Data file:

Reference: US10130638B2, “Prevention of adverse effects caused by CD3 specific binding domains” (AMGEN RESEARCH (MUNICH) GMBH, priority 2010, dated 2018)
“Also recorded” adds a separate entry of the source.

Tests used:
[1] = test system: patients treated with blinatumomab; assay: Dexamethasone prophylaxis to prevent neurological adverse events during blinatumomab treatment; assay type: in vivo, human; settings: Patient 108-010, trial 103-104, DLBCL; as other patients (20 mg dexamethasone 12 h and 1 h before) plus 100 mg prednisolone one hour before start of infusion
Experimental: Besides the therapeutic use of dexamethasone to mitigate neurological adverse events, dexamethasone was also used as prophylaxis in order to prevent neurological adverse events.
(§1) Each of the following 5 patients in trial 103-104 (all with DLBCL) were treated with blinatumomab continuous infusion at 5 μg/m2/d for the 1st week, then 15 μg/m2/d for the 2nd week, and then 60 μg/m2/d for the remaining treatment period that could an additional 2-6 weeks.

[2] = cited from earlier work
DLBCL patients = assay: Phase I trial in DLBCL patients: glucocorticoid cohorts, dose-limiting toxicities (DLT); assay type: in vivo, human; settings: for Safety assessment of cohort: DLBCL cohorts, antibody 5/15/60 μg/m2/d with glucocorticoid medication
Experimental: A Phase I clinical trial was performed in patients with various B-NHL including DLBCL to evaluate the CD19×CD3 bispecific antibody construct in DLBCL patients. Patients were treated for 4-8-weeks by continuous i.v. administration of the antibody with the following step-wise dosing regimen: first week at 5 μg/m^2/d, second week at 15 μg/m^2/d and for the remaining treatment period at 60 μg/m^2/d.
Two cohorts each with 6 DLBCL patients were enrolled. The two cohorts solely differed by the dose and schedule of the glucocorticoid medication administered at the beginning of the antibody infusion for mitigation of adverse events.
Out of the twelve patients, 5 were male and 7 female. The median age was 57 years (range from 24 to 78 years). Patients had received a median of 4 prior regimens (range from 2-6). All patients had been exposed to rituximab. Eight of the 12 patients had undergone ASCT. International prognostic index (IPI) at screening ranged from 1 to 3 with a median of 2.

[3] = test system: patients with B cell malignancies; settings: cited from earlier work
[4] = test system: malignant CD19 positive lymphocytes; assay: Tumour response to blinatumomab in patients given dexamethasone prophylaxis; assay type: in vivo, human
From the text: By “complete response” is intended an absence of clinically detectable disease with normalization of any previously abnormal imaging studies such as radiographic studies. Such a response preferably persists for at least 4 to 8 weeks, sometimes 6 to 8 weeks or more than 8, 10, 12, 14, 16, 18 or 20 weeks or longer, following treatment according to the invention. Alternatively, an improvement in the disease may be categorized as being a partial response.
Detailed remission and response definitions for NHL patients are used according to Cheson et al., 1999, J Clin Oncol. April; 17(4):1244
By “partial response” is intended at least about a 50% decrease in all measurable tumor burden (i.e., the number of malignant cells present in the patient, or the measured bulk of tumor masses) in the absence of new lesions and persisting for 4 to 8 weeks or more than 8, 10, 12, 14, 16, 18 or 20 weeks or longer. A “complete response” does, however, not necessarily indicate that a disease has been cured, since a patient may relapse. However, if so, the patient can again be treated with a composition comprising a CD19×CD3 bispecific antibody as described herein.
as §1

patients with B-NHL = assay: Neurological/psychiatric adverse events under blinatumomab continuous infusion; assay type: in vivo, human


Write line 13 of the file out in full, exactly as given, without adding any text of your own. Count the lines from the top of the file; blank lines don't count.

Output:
[4] = test system: malignant CD19 positive lymphocytes; assay: Tumour response to blinatumomab in patients given dexamethasone prophylaxis; assay type: in vivo, human